November 13, 2015

Several days of events in D.C. devoted to Holodomor


WASHINGTON – The dedication of the Ukrainian Holodomor Memorial in Washington on Saturday, November 7, was not a single-day event in front of the U.S. capital’s Union Station and the nearby memorial site. It was accompanied by several noteworthy related events: a large informative exhibit about the Holodomor, special liturgies in local Ukrainian churches, two receptions and a grand concert in one of Washington’s leading concert halls.

The commemoration of this historic tragedy began on November 1 with the opening of a two-week-long exhibit inside the main hall of Union Station. Titled “National Holodomor – Genocide by Famine,” it enlightened visitors about how Stalin brought about this horrendous crime against the Ukrainian people and humanity.

Organized by Andrij Chornodolskyj, and with the help of a number of volunteer guides, visitors deepened their knowledge about this barbaric crime by studying the informative texts and photographs on some 50 large panels placed in the center of the station’s entrance hall. The exhibit materials, as Mr. Chornodolskyj pointed out, came from earlier Holodomor exhibits in New York and Canada.

The exhibit also showed a collection of books and pamphlets about the Holodomor – including Robert Conquest’s “Harvest of Sorrow” – and a video of Slavko Nowytski’s documentary film “Harvest of Despair.”

To help fund the exhibit, there was a benefit reception at the Union Station’s Columbus Hall on the evening before the memorial dedication. Several hundred generous donors from around the United States and Canada attending the event had a chance to listen to Philadelphia’s Prometheus Ukrainian Male Chorus and personally meet with and listen to Rep. Sander Levin of Michigan, who was instrumental in getting Congress to pass legislation allowing the building of the memorial in Washington.

Following Saturday’s main memorial dedication ceremony, there was another reception, this time at the Embassy of Ukraine, attended by Ukraine’s First Lady Maryna Poroshenko – the prime dignitary at the dedication – and invited guests.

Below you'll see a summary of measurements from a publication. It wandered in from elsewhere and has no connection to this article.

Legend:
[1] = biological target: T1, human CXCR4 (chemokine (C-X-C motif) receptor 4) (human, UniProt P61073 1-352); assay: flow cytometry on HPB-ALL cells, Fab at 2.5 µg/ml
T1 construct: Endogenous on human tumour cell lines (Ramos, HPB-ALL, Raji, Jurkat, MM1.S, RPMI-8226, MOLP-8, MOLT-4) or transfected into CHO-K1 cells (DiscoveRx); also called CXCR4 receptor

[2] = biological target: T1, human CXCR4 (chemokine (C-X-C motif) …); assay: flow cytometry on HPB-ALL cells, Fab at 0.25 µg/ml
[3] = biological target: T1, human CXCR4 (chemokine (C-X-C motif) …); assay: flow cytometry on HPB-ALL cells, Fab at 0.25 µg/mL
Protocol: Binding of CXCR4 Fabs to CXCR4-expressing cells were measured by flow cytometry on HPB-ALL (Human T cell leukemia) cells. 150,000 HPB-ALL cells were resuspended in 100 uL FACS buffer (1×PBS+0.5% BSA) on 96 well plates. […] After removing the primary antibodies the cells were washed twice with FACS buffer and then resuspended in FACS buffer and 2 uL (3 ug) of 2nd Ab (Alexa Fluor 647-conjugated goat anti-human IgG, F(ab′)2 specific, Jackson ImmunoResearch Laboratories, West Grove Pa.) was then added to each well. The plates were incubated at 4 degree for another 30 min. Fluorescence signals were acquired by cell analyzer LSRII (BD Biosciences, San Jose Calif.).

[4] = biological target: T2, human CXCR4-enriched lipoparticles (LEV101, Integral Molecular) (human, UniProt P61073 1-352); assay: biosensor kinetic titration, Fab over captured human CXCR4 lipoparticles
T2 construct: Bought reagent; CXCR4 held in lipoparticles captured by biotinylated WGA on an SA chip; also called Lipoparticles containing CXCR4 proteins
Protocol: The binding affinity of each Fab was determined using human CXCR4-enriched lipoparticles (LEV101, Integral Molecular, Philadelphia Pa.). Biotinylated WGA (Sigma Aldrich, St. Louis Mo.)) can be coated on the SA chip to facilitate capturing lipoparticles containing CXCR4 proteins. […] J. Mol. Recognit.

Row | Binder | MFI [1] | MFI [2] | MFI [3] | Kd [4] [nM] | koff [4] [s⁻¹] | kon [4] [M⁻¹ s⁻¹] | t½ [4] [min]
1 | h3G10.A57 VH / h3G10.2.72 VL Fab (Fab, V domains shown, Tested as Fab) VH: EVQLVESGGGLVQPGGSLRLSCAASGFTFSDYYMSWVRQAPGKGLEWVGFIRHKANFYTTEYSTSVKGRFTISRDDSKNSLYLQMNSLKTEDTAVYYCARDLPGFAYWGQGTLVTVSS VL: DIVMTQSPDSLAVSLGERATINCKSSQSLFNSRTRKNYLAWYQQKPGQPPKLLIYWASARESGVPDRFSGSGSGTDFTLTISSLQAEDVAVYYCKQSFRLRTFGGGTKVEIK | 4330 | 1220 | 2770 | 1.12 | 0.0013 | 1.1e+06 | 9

On Sunday morning, Mrs. Poroshenko also attended the special Holodomor memorial liturgies in two local Ukrainian churches – St. Andrew Ukrainian Orthodox Cathedral and the Ukrainian Catholic National Shrine of the Holy Family, where Patriarch Sviatoslav of the Ukrainian Catholic Church bestowed the Order of Metropolitan Andrey Sheptytsky on the artistic designer of the Holodomor Memorial, Larysa Kurylas, and Michael Sawkiw, the head of the Holodomor Memorial committee.

The memorial weekend concluded on Sunday afternoon, November 8, in the 1,500-seat Lisner Auditorium at George Washington University, with “An Artistic Tribute” to the Holodomor. The concert featured such long-renowned choral and musical ensembles as Detroit’s Ukrainian Bandurist Chorus and New York’s Dumka Chorus, other choral, instrumental and dance groups, and instrumental and vocal soloists performing emotionally moving compositions by Ukrainian and other composers that carried a special meaning in the context of the Holodomor. The performances repeatedly brought members of the audience to their feet and tears to their eyes.

Beginning with the Chicago-based Hromovytsia Dance Ensemble’s interpretative performance of “We Shall Never Forget,” the concert continued with soprano Marta Zaliznyak-Derzhko singing “Mother, I Shall Soon Perish,” an excerpt from the “Holodomor Memorial Requiem.”

The youthful Kobzarska Sich Bandura Ensemble followed with its rendition of “The Wind in the Grove” and “Harvest”; baritone Oleh Chmyr sang the “The Sycamore above the Water,” “The Boundless Field” and “Woe and Anguish”; and Ms. Zaliznyak-Derzhko sang “Under Your Protection.”

The Dumka Chorus (Vasyl Hrechynsky conducting) concluded the 90-minute first half of the program with Myroslav Skoryk’s “Candle” and four religious songs.

The Ukrainian Bandurist Chorus (Oleh Malay conducting) led off after intermission with eight emotionally moving songs, among them “My Testament,” “Tilled Black Soil,” “March of the Fallen,” “Why Have You Blackened, O Green Fields” and “The Gathering Clouds.”

And after violinist Solomiya Ivakhiv’s and pianist Angelina Gadeliya’s rendition of Yevhen Stankovych’s “Angel’s Touch,” the three-and-one-half-hour memorial concert concluded with the all the choruses, ensembles and soloists on stage singing Mr. Hrechynsky’s “My Country” and – with the audience joining in – Mykola Lysenko’s prayer “Almighty God” (Bozhe Velykyi Yedynyi).

The emotional theme of the Holodomor commemorative concert was intensified with stage lighting changes on the performers and background. And the somber theme was not interrupted when the curtain was brought down to set the stage for the next performers: the auditorium remained dark, as the audience listened to voice-over narrations about the Holodomor by Natalya Turchyn.

The commemorative concert was sponsored by the Selfreliance Ukrainian American Federal Credit Union and its foundation, and the Ukrainian Institute of America.